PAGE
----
Domestic violence is among one of the most controversial topics in both public and private arenas and is a serious matter throughout the world of criminal law. Every state enforces different laws to address domestic abuse, but there are certain circumstances that are considered to be criminal offenses across the United States, regardless of where you live. All are direct threats to a person’s physical, mental, and emotional well-being.
Is It Really Abuse?
The state of Illinois recognizes that domestic violence comes in many forms. Words hurt, as does mental agitation, manipulation, and any act that forces a person to experience something against their will. Any of the following circumstances are considered by the state to be valid, serious cases of abuse:
• Harassment - Stalking, following, or watching someone to the point where they are uncomfortable, unable to function, or go about their day normally are all forms of harassment. If it interferes with someone’s personal space, distracts them from work or other important obligations, or negatively impacts them emotionally or physically, it is a crime.
• Physical Acts - Physically restraining someone from entering or leaving a space, hitting, punching, kicking, pushing, or forcing someone to have sexual intercourse through coaxing or physical force are all valid domestic violence offenses.
• Forced Will - If someone forces you, a child, or other family member to witness any form of abuse, including physical, verbal, and sexual abuse, then it is considered domestic violence. These actions invoke terror using intimidation and fear tactics in order to exert power and control over an individual.
Other serious domestic violence criminal offenses include the mistreatment of the disabled and elderly. If someone denies a disabled person access to the care they need or prevents an ill family member from getting the help they need to manage their symptoms or take care of their health, they are abusing that individual.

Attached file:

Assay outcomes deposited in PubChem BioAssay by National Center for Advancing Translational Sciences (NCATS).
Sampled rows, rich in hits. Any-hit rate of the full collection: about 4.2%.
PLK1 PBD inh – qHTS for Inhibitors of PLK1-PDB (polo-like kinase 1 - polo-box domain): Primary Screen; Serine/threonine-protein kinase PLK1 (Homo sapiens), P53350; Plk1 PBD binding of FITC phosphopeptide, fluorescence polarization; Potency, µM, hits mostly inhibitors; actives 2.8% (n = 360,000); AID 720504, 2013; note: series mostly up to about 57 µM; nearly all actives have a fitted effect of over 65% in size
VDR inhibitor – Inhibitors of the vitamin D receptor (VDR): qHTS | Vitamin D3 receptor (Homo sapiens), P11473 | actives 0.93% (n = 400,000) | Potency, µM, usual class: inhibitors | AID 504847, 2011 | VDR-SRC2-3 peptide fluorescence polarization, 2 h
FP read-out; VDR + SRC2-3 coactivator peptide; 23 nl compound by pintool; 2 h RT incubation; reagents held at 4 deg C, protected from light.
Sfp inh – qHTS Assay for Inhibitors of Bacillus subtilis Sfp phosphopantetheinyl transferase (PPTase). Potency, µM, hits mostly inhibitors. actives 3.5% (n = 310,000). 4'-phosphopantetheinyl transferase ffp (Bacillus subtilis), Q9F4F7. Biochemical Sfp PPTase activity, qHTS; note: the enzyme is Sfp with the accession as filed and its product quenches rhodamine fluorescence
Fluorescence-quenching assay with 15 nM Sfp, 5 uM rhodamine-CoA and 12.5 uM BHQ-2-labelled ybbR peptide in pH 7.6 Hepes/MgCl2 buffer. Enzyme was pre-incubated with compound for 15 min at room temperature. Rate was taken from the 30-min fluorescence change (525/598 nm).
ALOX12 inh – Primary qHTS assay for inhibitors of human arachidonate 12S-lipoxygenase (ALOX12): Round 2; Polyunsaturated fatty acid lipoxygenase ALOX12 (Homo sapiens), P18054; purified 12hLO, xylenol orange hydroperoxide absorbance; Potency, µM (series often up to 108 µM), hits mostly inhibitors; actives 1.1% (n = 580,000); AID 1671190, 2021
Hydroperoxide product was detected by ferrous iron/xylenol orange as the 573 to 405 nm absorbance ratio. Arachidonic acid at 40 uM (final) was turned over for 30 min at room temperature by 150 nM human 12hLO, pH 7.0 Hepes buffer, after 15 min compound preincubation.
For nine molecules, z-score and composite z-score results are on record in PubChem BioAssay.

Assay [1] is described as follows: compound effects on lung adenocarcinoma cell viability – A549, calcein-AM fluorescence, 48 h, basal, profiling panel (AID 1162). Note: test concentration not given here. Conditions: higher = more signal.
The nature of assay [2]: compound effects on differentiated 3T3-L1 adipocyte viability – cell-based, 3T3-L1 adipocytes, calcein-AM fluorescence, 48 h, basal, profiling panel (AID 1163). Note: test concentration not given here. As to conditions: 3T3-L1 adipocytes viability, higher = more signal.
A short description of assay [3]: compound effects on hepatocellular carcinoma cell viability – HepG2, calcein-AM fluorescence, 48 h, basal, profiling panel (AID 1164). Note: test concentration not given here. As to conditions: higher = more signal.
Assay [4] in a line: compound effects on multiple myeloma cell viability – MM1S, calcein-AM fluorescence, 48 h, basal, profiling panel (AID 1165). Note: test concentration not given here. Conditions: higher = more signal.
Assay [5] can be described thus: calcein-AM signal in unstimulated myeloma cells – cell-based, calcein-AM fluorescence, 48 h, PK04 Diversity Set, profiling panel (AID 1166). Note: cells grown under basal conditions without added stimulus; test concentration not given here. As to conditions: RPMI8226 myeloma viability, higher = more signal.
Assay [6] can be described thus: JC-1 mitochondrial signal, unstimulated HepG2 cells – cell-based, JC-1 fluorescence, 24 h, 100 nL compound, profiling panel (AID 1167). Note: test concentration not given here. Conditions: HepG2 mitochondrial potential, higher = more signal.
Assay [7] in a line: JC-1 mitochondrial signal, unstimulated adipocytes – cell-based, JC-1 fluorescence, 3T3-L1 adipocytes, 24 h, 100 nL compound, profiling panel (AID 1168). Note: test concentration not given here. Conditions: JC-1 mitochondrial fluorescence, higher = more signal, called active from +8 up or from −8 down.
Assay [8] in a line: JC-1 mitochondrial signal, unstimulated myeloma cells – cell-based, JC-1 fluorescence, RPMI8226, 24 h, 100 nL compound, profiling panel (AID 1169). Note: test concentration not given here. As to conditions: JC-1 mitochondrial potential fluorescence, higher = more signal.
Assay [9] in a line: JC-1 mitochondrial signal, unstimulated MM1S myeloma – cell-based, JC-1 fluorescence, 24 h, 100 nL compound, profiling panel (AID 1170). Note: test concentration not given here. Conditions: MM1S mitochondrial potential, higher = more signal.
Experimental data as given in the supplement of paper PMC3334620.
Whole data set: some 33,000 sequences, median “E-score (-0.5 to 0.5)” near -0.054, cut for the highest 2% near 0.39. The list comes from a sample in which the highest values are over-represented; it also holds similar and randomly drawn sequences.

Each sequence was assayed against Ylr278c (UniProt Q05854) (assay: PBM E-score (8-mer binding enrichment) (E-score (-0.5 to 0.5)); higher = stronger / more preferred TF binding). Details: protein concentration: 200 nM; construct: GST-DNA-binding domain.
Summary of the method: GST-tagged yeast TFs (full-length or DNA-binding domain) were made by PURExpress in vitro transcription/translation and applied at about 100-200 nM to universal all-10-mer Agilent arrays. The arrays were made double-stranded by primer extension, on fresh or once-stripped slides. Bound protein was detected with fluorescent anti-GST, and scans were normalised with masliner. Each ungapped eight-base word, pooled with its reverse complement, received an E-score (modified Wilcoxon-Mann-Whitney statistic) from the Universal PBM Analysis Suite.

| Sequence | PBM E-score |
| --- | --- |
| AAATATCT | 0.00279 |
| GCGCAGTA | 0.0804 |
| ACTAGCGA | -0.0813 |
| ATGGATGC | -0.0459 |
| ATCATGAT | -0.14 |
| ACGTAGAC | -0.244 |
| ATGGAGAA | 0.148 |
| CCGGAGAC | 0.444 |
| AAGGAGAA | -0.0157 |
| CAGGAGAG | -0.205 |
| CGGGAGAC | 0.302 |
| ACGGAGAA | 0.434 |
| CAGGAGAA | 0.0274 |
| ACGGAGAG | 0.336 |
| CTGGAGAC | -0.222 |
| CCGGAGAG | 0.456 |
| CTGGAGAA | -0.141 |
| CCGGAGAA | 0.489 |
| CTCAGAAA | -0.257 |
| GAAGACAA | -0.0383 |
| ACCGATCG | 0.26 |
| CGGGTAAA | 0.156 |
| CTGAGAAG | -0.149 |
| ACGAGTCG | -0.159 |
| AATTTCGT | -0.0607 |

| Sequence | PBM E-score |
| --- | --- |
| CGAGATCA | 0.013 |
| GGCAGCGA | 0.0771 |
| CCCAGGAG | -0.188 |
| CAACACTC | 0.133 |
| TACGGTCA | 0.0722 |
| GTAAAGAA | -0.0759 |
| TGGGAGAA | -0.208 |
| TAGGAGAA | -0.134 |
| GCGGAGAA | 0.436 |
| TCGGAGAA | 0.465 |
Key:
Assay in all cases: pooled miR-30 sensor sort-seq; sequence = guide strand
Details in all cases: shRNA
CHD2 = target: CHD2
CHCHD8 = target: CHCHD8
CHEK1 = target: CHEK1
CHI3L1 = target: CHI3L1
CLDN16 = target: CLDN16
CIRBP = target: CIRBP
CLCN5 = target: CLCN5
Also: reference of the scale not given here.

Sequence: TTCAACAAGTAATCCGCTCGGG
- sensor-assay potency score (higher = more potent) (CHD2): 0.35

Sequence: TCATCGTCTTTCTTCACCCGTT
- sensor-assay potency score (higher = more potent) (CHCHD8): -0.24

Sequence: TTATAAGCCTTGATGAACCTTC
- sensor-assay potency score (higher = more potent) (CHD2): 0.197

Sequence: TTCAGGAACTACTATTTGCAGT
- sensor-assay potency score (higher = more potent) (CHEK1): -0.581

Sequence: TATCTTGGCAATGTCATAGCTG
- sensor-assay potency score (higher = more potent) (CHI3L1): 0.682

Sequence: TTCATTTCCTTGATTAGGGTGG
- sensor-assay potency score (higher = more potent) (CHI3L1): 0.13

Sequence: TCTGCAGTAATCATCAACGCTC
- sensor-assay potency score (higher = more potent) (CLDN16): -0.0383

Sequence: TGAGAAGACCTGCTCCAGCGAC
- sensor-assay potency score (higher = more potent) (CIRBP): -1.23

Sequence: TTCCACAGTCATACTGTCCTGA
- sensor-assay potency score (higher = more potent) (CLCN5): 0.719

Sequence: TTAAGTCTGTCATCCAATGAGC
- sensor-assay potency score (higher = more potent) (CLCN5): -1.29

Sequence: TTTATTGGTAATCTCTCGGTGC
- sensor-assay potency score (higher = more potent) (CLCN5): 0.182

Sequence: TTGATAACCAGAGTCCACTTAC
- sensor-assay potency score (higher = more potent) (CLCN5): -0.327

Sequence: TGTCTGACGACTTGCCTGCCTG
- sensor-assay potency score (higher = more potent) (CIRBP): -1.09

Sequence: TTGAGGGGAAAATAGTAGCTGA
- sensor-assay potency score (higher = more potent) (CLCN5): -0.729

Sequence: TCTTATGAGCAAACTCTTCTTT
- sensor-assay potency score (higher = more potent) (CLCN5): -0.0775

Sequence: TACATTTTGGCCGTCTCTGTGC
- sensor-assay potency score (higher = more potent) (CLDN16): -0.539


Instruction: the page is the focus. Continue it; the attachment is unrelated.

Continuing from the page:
Does It Count?
If a family or household member has initiated or engaged in domestic abuse, then Illinois law considers it a crime. Spouses, former spouses, parents, siblings, or anyone who at one point shared a home together or might potentially share a child together are considered to be a part of the “household.” Even two people who are dating and not married are considered by law to be a part of a “household” if one of the partners commits an act of violence against the other.
Domestic violence is a crime that has far-reaching consequences and long-lasting effects on its victims, but Illinois criminal law has evolved since the enactment of the Illinois Domestic Violence Act of 1986. The law has made it possible for police officers to better protect victims, their family members, and anyone else impacted by the abuse at the scene of the crime.
Facing Domestic Violence Charges?
If you have been accused of domestic battery or any other criminal offense related to domestic violence, contact an experienced Joliet criminal defense attorney. As a former prosecutor, Attorney Jack L. Zaremba understands the justice system and is prepared to provide you with an aggressive, responsible defense against any and all charges. Call 815-740-4025 to schedule a free, confidential consultation today.